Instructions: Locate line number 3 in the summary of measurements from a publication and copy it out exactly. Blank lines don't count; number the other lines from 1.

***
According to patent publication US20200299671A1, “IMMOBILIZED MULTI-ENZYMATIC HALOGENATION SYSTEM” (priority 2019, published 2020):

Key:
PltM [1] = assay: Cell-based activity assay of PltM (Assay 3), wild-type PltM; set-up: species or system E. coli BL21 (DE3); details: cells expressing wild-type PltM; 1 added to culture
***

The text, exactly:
PltM [1] = assay: Cell-based activity assay of PltM (Assay 3), wild-type PltM; set-up: species or system E. coli BL21 (DE3); details: cells expressing wild-type PltM; 1 added to culture